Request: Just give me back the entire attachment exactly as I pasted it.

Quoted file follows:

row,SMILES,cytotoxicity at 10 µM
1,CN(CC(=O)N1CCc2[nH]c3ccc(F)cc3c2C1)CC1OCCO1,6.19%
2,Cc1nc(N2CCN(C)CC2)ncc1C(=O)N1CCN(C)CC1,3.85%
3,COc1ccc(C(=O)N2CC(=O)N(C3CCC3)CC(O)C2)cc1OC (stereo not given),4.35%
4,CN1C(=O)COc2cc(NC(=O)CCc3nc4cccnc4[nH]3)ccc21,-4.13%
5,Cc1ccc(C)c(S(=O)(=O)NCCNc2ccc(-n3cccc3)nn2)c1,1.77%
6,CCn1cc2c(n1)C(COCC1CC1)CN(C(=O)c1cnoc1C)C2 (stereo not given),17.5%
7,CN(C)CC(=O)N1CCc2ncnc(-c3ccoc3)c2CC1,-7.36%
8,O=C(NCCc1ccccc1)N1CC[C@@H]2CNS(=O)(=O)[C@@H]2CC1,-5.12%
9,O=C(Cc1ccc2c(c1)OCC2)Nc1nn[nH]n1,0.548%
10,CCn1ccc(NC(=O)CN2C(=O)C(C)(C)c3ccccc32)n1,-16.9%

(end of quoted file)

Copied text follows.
row,SMILES,cytotoxicity at 10 µM
1,CN(CC(=O)N1CCc2[nH]c3ccc(F)cc3c2C1)CC1OCCO1,6.19%
2,Cc1nc(N2CCN(C)CC2)ncc1C(=O)N1CCN(C)CC1,3.85%
3,COc1ccc(C(=O)N2CC(=O)N(C3CCC3)CC(O)C2)cc1OC (stereo not given),4.35%
4,CN1C(=O)COc2cc(NC(=O)CCc3nc4cccnc4[nH]3)ccc21,-4.13%
5,Cc1ccc(C)c(S(=O)(=O)NCCNc2ccc(-n3cccc3)nn2)c1,1.77%
6,CCn1cc2c(n1)C(COCC1CC1)CN(C(=O)c1cnoc1C)C2 (stereo not given),17.5%
7,CN(C)CC(=O)N1CCc2ncnc(-c3ccoc3)c2CC1,-7.36%
8,O=C(NCCc1ccccc1)N1CC[C@@H]2CNS(=O)(=O)[C@@H]2CC1,-5.12%
9,O=C(Cc1ccc2c(c1)OCC2)Nc1nn[nH]n1,0.548%
10,CCn1ccc(NC(=O)CN2C(=O)C(C)(C)c3ccccc32)n1,-16.9%